Chosen Industry: Automobile
Section 1: Discussion of Advice/Theory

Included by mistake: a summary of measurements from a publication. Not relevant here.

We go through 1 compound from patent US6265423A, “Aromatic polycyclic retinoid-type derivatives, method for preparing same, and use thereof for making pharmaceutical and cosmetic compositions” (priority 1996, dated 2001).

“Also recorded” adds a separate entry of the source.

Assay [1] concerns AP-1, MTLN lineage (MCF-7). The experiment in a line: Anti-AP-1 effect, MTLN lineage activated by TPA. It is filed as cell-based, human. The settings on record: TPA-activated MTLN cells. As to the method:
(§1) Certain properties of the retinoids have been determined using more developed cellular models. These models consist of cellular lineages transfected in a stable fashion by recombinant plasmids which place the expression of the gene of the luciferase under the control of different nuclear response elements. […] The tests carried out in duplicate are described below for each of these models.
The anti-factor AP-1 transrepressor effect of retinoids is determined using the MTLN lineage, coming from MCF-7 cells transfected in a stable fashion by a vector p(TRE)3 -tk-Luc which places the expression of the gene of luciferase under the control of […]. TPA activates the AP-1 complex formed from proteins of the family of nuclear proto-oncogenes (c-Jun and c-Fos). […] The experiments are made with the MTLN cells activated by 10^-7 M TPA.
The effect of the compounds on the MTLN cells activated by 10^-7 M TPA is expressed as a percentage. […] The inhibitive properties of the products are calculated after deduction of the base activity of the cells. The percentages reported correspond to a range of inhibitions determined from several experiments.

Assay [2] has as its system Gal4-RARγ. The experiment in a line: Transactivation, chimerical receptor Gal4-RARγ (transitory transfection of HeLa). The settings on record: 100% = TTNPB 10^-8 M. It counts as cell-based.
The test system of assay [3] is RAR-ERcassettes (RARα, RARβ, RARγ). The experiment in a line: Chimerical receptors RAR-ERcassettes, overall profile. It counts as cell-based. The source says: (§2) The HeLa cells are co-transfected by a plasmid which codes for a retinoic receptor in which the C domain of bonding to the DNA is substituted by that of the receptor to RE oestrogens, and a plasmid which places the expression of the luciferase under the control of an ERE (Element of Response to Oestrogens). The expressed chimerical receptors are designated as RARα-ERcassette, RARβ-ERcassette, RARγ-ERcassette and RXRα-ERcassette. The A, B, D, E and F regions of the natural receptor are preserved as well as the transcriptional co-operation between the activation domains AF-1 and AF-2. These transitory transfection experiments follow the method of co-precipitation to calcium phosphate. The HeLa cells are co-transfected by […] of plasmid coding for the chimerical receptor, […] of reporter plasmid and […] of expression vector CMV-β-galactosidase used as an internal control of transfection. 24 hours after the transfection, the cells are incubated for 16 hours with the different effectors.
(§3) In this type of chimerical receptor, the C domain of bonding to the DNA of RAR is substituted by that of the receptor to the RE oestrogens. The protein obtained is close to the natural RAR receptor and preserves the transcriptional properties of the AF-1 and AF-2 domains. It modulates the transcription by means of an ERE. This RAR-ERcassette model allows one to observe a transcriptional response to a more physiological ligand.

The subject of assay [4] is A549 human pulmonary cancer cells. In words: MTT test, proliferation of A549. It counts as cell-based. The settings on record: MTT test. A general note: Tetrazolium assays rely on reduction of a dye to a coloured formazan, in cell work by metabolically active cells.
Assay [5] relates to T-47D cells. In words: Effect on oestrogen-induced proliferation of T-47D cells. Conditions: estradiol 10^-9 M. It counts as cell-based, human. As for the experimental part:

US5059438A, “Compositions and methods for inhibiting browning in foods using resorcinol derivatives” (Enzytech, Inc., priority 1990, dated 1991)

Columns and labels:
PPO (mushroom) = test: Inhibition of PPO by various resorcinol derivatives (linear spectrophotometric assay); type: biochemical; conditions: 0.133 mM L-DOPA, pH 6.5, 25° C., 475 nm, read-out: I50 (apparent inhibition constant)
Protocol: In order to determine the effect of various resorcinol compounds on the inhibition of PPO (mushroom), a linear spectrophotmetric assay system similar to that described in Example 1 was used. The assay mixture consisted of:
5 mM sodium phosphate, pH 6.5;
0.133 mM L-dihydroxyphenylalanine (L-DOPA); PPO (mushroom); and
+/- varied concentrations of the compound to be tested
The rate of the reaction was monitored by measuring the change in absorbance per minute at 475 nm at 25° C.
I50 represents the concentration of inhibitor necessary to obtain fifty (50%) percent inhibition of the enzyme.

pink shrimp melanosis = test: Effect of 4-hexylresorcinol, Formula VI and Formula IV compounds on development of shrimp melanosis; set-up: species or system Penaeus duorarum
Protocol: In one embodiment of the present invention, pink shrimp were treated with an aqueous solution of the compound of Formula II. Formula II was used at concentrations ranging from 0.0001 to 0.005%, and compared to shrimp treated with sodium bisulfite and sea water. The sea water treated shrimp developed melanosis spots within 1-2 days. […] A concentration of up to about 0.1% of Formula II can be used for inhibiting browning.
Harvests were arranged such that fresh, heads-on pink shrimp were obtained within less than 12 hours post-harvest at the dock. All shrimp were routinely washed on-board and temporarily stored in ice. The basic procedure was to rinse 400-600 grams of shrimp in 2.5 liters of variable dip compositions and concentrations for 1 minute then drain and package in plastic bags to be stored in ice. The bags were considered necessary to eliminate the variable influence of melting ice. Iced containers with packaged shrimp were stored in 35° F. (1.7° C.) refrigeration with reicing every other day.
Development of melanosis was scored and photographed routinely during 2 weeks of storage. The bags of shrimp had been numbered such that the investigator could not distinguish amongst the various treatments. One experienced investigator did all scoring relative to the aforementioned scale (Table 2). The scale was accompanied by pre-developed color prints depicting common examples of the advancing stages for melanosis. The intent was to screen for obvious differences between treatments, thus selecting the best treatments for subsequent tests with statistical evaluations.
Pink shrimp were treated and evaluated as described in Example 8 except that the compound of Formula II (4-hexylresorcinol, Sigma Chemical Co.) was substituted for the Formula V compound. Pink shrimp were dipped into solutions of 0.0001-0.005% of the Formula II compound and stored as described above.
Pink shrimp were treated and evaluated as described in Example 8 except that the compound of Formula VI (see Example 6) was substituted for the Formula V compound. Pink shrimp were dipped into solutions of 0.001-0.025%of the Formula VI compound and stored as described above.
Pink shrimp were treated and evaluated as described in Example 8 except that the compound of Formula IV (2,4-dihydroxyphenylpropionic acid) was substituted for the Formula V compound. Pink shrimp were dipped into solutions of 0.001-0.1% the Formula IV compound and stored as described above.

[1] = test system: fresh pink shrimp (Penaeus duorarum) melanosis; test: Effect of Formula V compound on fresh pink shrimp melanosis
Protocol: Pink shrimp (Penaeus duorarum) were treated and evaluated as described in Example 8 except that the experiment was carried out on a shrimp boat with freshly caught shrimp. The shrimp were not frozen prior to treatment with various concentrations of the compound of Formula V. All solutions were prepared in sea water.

Daniel Mehri worked as an engineer in a Toyota related company for three years. Mehri found his experience and observation of the day to day operation of the Toyota business to contrast starkly with how it had been portrayed by numerous publications. Up to that point almost all case studies published on the Toyota way celebrated the success of the Toyota Production System (TPS) and its approach to Lean Manufacturing. Very little criticism of the TPS existed and it was rapidly been heralded as the answer to rapidly improving tired manufacturing industries in western countries. Mehri‘s main arguments was that life in Toyota was not as positive as reported and that TPS contained many significant flaws. At the heart of Mehri’s findings was the concept that Toyota operated on two different levels. One level was an ideal which was communicated as a reality and which was not exposed due to the Japanese culture of “Tatemae”, the practice of presenting an ideal appearance. The second level was “Honne” where the reality of what one truly felt and experienced but rarely felt appropriate to share. As a consequence of these cultural issues, Toyota communicated and strived to maintain an ideal public image of their business. This included highlighting health and safety policies which were not actually operated and even ensuring victims of work place accidents continued to appear for work even if unfit to, so they would not be included in health and safety results. In addition to misrepresenting facts, the author also criticises Toyota for endangering its employees’ health and safety due to a production line which operated at a speed which was higher than humans could manage safely. Mehri also questions the belief that Toyota employees worked in a culture of widespread sharing of information and ground breaking innovation and development.